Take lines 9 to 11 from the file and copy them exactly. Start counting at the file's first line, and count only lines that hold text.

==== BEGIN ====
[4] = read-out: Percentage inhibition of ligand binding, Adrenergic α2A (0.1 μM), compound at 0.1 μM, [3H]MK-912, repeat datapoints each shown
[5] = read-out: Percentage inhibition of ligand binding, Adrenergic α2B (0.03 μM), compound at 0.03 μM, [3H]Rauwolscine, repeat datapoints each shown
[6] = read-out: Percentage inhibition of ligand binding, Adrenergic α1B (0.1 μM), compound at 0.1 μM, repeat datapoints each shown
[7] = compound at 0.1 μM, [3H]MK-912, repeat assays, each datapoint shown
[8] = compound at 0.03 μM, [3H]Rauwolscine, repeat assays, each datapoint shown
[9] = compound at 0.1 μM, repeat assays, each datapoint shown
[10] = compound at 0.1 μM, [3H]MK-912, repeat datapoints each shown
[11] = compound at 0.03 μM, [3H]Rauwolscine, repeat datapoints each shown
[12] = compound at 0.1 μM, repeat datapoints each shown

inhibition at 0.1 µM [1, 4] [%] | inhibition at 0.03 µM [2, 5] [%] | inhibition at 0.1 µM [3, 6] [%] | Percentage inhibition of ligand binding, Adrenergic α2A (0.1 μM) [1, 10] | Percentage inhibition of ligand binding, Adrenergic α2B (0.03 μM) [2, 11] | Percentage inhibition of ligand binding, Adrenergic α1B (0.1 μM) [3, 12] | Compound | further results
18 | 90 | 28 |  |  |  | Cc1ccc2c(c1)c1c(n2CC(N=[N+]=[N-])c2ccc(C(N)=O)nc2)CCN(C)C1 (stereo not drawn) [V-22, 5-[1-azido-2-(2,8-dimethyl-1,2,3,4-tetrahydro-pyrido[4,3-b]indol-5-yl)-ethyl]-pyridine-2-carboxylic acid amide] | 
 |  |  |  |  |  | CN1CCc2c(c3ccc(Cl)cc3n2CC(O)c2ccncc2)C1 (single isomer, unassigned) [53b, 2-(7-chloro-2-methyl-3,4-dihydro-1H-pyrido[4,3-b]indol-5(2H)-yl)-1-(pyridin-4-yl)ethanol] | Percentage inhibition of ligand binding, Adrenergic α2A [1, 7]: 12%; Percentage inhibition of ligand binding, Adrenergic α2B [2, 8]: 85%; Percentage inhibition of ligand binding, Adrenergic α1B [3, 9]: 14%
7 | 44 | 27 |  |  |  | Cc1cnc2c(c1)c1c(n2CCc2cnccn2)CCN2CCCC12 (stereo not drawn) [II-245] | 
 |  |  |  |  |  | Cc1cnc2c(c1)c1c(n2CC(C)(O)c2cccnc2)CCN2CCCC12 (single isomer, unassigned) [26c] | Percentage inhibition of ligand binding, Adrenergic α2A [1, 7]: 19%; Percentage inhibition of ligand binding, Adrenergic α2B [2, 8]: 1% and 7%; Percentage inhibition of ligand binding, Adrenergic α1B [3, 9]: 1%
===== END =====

[12] = compound at 0.1 μM, repeat datapoints each shown

inhibition at 0.1 µM [1, 4] [%] | inhibition at 0.03 µM [2, 5] [%] | inhibition at 0.1 µM [3, 6] [%] | Percentage inhibition of ligand binding, Adrenergic α2A (0.1 μM) [1, 10] | Percentage inhibition of ligand binding, Adrenergic α2B (0.03 μM) [2, 11] | Percentage inhibition of ligand binding, Adrenergic α1B (0.1 μM) [3, 12] | Compound | further results
18 | 90 | 28 |  |  |  | Cc1ccc2c(c1)c1c(n2CC(N=[N+]=[N-])c2ccc(C(N)=O)nc2)CCN(C)C1 (stereo not drawn) [V-22, 5-[1-azido-2-(2,8-dimethyl-1,2,3,4-tetrahydro-pyrido[4,3-b]indol-5-yl)-ethyl]-pyridine-2-carboxylic acid amide] | 